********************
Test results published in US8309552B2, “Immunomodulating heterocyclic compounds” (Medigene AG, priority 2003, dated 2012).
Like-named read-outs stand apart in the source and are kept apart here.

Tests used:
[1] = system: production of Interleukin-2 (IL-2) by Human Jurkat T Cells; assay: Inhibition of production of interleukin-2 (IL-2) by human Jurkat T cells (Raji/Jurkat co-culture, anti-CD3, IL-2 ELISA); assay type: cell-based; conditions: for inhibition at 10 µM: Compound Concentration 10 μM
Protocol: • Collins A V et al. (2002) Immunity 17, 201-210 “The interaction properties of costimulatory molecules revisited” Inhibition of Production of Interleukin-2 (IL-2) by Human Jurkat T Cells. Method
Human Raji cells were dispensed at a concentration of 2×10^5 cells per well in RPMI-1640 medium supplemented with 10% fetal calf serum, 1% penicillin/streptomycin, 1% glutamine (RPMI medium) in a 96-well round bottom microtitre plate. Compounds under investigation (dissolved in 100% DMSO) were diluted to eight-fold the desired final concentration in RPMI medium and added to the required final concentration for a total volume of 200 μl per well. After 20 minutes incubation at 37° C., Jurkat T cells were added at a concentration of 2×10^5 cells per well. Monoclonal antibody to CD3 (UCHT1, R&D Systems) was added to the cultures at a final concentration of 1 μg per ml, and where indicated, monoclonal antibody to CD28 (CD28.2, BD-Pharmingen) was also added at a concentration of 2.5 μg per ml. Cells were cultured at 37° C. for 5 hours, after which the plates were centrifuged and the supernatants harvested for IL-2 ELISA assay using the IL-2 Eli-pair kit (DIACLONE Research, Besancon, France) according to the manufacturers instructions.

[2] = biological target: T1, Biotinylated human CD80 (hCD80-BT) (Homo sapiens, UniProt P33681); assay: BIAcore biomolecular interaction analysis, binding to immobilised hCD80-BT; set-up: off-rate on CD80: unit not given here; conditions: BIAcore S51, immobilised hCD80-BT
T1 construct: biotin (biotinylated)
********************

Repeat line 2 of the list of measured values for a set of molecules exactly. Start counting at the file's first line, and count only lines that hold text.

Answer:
Like-named read-outs stand apart in the source and are kept apart here.